What an awful situation. Today, scientists’ recommendations during an epidemic are different.
As in 17th-century London, we do target the sick—strongly recommending, and in some cases requiring, people who are sick, and also people who have been in contact with the sick, to go into quarantine.
But unlike in 17th-century London, when people are very sick, we don’t leave them to die in their homes; we take them to hospitals, where medical professionals have advanced techniques than can, in many cases, help them recover.
Also unlike in 17th-century London, we have recommendations and requirements for everyone. For example, everyone is being told to stay home if possible, and everyone is being told to wear a mask in public.
This targeting of everyone is extremely important, because, as Defoe noted, “a body may be capable to continue infected without the disease discovering itself many days, nay, weeks together . . .” Let’s leave aside the science of the bubonic plague and talk about the incubation period of COVID-19. Scientists have determined that people can likely be infectious with COVID-19 for up to two weeks without experiencing symptoms.
Yes—people can be going to work and school, hanging out with friends and relatives, taking public transportation, and so on for days and days before realizing that they may have the infection.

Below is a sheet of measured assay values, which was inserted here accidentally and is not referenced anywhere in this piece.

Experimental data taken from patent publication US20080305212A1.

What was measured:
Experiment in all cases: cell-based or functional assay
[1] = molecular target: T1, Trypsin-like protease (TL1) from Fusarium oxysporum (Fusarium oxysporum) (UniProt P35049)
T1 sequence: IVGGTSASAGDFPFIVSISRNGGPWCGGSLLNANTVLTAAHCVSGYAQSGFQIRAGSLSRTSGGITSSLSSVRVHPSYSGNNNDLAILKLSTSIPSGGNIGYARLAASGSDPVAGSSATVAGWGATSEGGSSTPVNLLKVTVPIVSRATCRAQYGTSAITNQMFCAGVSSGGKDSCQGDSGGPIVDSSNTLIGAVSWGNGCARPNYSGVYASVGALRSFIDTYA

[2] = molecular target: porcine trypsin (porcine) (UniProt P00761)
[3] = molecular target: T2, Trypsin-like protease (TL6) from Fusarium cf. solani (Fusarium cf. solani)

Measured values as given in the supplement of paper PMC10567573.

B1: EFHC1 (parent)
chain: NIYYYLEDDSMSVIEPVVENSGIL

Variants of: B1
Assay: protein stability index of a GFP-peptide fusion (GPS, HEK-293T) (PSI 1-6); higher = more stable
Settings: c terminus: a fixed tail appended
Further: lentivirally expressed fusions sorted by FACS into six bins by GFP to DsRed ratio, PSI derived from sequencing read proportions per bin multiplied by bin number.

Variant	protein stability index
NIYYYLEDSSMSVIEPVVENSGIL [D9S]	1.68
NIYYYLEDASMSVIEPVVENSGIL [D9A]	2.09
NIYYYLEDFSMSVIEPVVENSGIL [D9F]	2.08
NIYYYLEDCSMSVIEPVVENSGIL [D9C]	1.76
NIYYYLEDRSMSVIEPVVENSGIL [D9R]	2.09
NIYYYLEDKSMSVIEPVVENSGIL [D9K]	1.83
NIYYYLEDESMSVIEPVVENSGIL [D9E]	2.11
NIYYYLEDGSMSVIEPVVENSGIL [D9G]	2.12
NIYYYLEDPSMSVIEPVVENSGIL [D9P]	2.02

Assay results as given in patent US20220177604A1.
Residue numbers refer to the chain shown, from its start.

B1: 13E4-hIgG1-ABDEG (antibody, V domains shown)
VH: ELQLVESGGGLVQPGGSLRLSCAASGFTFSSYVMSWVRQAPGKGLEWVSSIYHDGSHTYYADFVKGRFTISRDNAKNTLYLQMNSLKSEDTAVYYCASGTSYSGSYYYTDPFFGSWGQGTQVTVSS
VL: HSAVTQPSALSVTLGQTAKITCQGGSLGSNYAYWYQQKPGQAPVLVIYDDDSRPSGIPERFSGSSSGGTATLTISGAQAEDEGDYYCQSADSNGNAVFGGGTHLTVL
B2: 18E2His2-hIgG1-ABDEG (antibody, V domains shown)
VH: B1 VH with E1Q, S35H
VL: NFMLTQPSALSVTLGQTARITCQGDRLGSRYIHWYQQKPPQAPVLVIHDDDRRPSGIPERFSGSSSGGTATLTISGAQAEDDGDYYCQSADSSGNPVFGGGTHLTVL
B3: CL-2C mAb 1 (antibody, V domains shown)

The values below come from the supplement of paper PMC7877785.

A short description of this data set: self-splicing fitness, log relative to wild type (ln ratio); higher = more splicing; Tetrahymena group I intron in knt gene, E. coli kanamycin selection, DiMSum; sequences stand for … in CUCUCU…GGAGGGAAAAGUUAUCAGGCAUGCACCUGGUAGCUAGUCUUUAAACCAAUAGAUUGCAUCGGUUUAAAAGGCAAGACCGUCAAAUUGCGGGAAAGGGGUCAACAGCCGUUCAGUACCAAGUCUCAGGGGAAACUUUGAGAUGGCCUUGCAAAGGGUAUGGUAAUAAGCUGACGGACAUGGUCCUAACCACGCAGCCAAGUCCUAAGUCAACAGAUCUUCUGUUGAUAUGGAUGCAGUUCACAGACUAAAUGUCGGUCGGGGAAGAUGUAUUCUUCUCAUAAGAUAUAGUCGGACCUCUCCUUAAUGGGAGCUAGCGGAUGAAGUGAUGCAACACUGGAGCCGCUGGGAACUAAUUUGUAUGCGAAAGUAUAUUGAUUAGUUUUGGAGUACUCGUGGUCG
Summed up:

The upshot of this fact? Quarantining the sick and those in contact with the sick, while letting everyone else do whatever they want, makes no sense. This is one of the most important lessons Defoe wants us to learn from his book! He repeats this idea over and over again, all throughout the book: forcibly quarantining some people, while letting everyone else do whatever they want, does not work.
I Want My Freedom
Being forcibly shut up and left to die, without remedy, is clearly not freedom.
However—being recommended or required to stay home, if possible, and also wear a mask in public, are not the same thing.
Sure, we might feel more free when we can roam in public without a mask, . . . but if this action results in disease ravaging the community in which you and your friends and family live, is this really freedom?
Isn’t the freedom from living in a community ravaged by disease an important freedom?
I mean, you could sit here and say, “I don’t want a traffic light in this busy intersection. I want to be free to drive into the intersection anytime I want, and at whatever speed I want, regardless of what other vehicles are nearby!” But the freedom from hitting, or getting hit by, another vehicle would seem to be a more important freedom than the freedom to drive however you want.
When people refuse to wear a mask—or when they mock others for wearing a mask—this is actually a move away from freedom.
I don’t want my liberty to be curtailed. And my liberty is curtailed when a virus is allowed to spread amongst the community unchecked. In the COVID-19 pandemic, promoting universal wearing of masks is the same as promoting freedom.
Are you pro-freedom?